A new adaptive deep brain stimulation method to treat the symptoms of Parkinson’s disease has been developed by scientists. In the new method, stimulation changes in real time, based on the patient’s neural signals, as compared to traditional deep brain stimulation, which is constant.
Deep brain stimulation (DBS) can be an effective treatment for Parkinson’s disease. But it has limitations that reduce effectiveness for individual patients, and prevents a more widespread use of the technique. For example, trained clinicians must program the implants. It can also be time consuming and, for some patients, satisfactory settings are never achieved.
“This is the first demonstration of adaptive DBS in PD using a fully implanted device and neural sensing. Our approach uses an algorithm to measure the patient’s neural feedback from the brain surface and change the stimulation in real time. This way, we avoid the stimulation being too intense when it is not needed, which can cause adverse effects such as involuntary movement, known as dyskinesia,"
said senior author Dr. Philip Starr, Professor of Neurological Surgery at the University of California, San Francisco.
Implanted Neural Prosthesis
To test their device, the researchers trialled it in two patients with Parkinson’s disease (PD). They used a fully implanted neural prosthesis designed to use brain sensing to control stimulation amplitude.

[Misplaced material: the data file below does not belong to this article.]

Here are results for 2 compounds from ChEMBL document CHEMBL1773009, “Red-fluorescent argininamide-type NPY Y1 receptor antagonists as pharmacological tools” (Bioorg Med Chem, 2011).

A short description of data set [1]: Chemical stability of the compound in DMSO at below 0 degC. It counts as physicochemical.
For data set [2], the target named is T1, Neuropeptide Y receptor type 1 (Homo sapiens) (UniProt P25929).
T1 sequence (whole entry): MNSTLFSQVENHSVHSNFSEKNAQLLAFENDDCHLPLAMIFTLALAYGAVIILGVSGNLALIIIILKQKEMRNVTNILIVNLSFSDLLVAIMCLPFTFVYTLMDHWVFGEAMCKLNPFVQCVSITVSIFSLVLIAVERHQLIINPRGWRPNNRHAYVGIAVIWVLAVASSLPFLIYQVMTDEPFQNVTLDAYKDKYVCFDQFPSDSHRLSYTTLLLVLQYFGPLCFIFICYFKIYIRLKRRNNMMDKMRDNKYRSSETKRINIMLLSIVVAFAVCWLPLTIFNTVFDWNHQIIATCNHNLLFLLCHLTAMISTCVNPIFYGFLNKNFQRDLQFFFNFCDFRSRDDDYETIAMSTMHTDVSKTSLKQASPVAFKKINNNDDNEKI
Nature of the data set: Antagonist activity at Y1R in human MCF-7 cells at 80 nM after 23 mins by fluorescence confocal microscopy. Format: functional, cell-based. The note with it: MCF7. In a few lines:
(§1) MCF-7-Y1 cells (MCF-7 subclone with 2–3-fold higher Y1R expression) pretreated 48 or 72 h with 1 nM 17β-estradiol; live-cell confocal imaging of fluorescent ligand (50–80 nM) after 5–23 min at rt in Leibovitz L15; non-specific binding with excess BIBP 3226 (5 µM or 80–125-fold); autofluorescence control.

Co-author Professor Howard Chizeck, from the University of Washington, said:
“The device works by using a cortical narrowband gamma (60-90 Hz) oscillation related to dyskinesia to decrease stimulation voltage when gamma oscillatory activity is high (indicating dyskinesia) and increase stimulation voltage when it is low."
First author Dr. Nicole Swann, now at the University of Oregon, said:
“There are several reasons why adaptive DBS could improve this therapy. Reducing the stimulation current without losing the therapeutic benefit could reduce stimulation-induced adverse effects. It could also extend battery life, or allow the relatively large pulse generators we currently use to be made smaller."
Additionally, although present day open-loop continuous DBS has been demonstrated to be highly effective for PD in randomized clinical trials, a small number of PD patients fluctuate rapidly between extreme states of dyskinesia and bradykinesia, which makes them more difficult to treat. Adaptive DBS could prove very effective for them.
The work was supported by NIH grants, and the UC President’s Postdoctoral Fellowship.
Nicole C Swann et al 2018 Adaptive deep brain stimulation for Parkinson’s disease using motor cortex sensing J. Neural Eng. 15 046006